The political cartoon by Rick McKee of The Augusta (Georgia) Chronicle shows a lack of historical perspective (June 13, Page A6).

This cartoon, which was published on Page A6 of the Press Herald on June 13, “shows a lack of historical perspective,” says a reader. Rick McKee/The Augusta (Ga.) Chronicle

The public outcry over the New York Times cartoon that prompted the International New York Times (not the U.S. editions) to cease publishing political cartoons is based on an understanding of how authoritarian regimes used them as a vehicle to separate certain peoples within their populations and allow them to become targets for hostility, discrimination and worse.

Indeed, cartoons from the Nazi era are reappearing in the European press and giving rise to expressions of anti-Semitism. This loosening of responsible standards is a harking back to a time when newspapers published vitriolic depictions of minorities: religious, political, physical (including invalids), racial and anyone viewed as “the other” by populists and nationalists.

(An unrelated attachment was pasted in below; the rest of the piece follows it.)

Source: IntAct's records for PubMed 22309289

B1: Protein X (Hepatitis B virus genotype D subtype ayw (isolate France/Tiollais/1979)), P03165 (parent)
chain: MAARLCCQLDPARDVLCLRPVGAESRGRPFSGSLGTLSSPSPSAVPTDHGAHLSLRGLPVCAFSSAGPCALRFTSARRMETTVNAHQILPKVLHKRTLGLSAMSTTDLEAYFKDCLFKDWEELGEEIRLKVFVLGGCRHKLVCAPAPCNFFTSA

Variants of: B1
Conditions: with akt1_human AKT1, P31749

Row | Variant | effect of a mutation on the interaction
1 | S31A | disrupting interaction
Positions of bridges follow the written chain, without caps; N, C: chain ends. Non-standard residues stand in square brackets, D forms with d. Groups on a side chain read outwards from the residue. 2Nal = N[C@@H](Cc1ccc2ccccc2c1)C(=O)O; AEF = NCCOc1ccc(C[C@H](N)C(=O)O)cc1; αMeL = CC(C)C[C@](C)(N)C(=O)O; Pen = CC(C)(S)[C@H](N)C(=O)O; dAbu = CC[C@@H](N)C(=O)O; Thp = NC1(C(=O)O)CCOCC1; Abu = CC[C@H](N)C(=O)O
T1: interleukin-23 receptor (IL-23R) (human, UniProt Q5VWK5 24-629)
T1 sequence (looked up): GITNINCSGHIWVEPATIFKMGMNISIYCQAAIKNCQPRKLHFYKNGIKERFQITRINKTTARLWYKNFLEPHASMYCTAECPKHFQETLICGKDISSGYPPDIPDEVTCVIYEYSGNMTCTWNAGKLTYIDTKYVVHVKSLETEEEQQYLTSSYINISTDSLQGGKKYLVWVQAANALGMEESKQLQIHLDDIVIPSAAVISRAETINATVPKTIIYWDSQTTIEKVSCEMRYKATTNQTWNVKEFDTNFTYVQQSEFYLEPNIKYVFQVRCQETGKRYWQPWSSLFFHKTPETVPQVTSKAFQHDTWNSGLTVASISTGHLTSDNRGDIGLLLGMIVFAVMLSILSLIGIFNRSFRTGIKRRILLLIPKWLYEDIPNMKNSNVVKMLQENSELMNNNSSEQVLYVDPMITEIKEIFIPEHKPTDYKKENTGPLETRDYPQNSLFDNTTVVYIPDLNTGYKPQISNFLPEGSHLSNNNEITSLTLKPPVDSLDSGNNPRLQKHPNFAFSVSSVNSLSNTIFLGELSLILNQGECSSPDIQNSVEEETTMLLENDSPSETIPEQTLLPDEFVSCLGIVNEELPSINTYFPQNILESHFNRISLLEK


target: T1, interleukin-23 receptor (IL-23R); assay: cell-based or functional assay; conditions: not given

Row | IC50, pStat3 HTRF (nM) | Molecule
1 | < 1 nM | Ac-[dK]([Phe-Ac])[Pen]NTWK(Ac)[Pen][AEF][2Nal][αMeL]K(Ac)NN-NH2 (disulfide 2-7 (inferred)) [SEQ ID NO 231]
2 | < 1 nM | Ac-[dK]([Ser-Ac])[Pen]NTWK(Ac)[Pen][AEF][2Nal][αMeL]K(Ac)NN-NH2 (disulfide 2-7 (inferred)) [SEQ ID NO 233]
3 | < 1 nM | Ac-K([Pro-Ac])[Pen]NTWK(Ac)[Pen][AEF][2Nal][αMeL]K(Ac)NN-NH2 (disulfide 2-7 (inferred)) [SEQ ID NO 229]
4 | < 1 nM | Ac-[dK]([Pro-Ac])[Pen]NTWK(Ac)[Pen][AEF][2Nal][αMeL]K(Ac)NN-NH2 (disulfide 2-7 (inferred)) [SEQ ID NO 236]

Political cartoons are a powerful force that should be wielded judiciously, with the full knowledge of their impact on public opinion.

Elaine Kahaner

Cape Elizabeth

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